Land Girl to Spy

This is the second book that I am concentrating on after Manna from Hell.  In this story I am back to what I know best, the war. In Land Girl to Spy we follow a girl and her friend as the clouds of war creep closer. Eventually she joins the Women’s Land Army where she befriends a German POW.  It is currently 5.000 words long. I will include the first page but remember the copyright implications!


Jenny’s War - From Land Army to Spy

Jenny kicked her heels into the crumbling bricks of the old wall. Red dust fluttered to the damp flagstones of the smelly entry. It was like red flour she thought dreamily noticing that it became redder as it floated on the wet brown surface. At 16 she was a few months younger than her friend Sarah who sat facing her astride the old wall. The smell of the entry was of grime, dog dirt and rubbish, an unpleasant smell to the casual visitor, but to Jenny and Sarah it was part of their life. That and the overriding smell of Cain’s brewery. This was a part of Liverpool not unfamiliar with crime, grime and poverty. But neither was it unfamiliar with community spirit. Neighbourliness was inbred and respect for the church universal.

Jenny shot out her right arm and put the fingers of her left hand under her nose to represent a moustache. “Seig Heil Mein Fuherer du bist der Schweinhund…

Sarah looked up sharply. “No Jenny, please, not even in fun, it’s just not funny, not funny at all. Anyway,” she said lightening, “your grammar left a lot to be desired.” She smiled at her friend, although the pain that the words had brought to her was plain to see. “Come on, lets go and do a bit more, I’ll make you a passable German speaker yet.”

The girls jumped down from the wall and made their way up the yard; the brown hens flapped their wings irritably as the two girls interrupted their search for titbits amongst the black bricks.. They walked through the house acknowledging Jenny’s mother as she worked in the kitchen and then her father as he poked at the fire in the living room. Carrying on into the front parlour, they sat at the old scrubbed table that Jenny’s father used as a desk. Jenny pulled her exercise book across the worn blue velvet tablecloth and resumed her German lessons.

Sarah Falk was Jewish and until two years ago had lived with her parents in Berlin. Her father a successful lawyer had seen the actions of the new National Socialist regime and had decided to get out. It meant leaving everything including a successful legal practice, albeit one rapidly loosing clients and they had packed what they could in a few suitcases. Locking up their large comfortable home, they travelled to Britain. Accommodation had been found in Liverpool their port of arrival by the German Refugee Committee and they now lived in a terraced house nearby. Sarah spoke perfect English and now wanted to ensure that her best friend would learn perfect German. The two girls sat in the musty parlour; floor to ceiling bookshelves evidenced her father’s interest in reading, an interest that he had passed on to his three children. They may be relatively poor, but they were well read. Jenny worked at the grocers in the next street, but she intended that it was only a stepping-stone. One day she thought dreamily she would manage Owen Owens’s store in the city. Sarah’s words broke through her reverie.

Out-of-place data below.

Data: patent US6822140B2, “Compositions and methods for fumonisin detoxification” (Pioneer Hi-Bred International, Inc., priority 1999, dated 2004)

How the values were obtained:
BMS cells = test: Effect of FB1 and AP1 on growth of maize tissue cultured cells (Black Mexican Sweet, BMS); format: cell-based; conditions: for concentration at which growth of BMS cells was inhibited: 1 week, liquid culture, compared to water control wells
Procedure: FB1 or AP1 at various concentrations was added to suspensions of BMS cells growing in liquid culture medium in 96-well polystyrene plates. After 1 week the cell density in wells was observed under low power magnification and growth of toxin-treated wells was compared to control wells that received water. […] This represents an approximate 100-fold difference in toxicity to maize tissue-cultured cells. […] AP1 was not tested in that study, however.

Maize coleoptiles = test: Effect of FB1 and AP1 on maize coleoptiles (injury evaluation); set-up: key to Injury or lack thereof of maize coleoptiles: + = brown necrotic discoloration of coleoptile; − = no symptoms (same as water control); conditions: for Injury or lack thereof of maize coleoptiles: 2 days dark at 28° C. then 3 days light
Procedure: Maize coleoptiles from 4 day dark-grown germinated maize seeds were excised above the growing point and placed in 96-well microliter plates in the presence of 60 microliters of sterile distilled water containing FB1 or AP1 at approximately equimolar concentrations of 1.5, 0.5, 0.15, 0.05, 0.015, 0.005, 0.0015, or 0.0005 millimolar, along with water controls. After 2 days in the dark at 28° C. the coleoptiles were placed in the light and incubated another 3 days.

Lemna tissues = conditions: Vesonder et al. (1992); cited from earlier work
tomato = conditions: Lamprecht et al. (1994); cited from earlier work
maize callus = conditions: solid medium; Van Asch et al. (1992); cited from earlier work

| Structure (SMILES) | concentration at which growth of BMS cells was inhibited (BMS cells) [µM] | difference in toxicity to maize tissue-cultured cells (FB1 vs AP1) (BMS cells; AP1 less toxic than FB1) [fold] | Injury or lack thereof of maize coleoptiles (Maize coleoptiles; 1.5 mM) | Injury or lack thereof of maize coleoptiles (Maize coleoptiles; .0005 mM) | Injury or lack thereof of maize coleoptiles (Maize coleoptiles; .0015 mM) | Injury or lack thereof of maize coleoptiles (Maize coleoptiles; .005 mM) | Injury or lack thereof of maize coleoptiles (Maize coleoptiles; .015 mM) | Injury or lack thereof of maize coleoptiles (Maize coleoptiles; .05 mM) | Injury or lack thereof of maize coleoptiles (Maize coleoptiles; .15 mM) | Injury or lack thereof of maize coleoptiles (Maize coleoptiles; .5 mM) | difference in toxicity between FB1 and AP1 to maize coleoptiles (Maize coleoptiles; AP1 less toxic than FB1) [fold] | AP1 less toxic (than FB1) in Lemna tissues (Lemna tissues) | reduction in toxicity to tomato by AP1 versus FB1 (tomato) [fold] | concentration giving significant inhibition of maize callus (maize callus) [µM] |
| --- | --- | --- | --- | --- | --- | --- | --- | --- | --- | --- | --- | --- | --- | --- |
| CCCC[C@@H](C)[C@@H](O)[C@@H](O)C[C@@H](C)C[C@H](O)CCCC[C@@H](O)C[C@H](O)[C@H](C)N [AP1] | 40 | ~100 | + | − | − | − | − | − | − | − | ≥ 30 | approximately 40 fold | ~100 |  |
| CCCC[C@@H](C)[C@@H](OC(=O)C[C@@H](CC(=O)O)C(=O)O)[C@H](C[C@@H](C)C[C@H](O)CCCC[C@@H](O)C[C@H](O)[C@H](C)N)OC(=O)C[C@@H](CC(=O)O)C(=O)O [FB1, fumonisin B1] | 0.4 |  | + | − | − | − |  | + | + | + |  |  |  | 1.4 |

“Jenny, come on, you’re dreaming again, Er ist daran schuld.”

Jenny smiled, “he is to blame for it. I thought we couldn’t talk about Him!” She laughed and flicked a pencil at Sarah. “It’s 1938 now Sarah, everyone is talking about Him and from what they are saying, you got out just in time.”

The heavy wooden door swung open and her father walked in. “If I sit quietly in my own chair in my own office, do you girls mind if I have a read and a smoke?”

Jenny looked up, “Course not Dad; just don’t interrupt us that’s all.” She smiled at her father cheekily and ducked as his hand brushed past her head ruffling her short chestnut hair. “Dad, do you think there’ll be a war?”

Bill Marr sat in the scuffed leather armchair and slowly took out his pipe. It was like a religious ceremony thought Jenny as she watched him. He slowly filled it from a leather pouch, carefully tamped down the tobacco with the special tool and applied a light to it from the large box of Swan matches at his side. Drawing on the blue smoke and savouring it, he blew it out slowly before looking towards her thoughtfully and scratching the back of his head with his free hand. “I can’t say Love, Germany’s getting stronger, but it’ll be a long time before it can take on France and Britain, no, let him have his Austria and his Czechoslovakia. He’ll think twice before he tries it on with us!” Picking up a heavy maroon book, he started to read, the pipe sticking out at an angle from the side of his mouth with its curl of blue smoke climbing gently to the ceiling. Slowly he looked up taking the pipe from his mouth.

“Anyway, we gave the Germans a good trouncing in the last lot - oh sorry Sarah, I didn’t mean…”

“That’s OK Mr Marr, we were also told that we had won at the time, so my father say’s anyway.”

Jenny looked up from her book, “did your father fight in the war Sarah?”

Before she could answer her father interjected sharply. “That’s not a question you should be asking Jenny.”

“It’s OK Dad, Sarah doesn’t mind, do you Sarah, my dad fought in the war didn’t you Dad?” Her father put his head down with embarrassment at his daughter’s tactless comments.

Sarah was nonplussed, “Yes, my dad was an officer in the German army; he won the Iron Cross at Ypres.

Bill didn’t look up, the naivety of the girls was refreshing, he had fought at Ypres so could have been fighting her father! “That was a long time ago now and things are different, I was only a boy,” he muttered quickly immersing himself in his book as the girls continued with the German lessons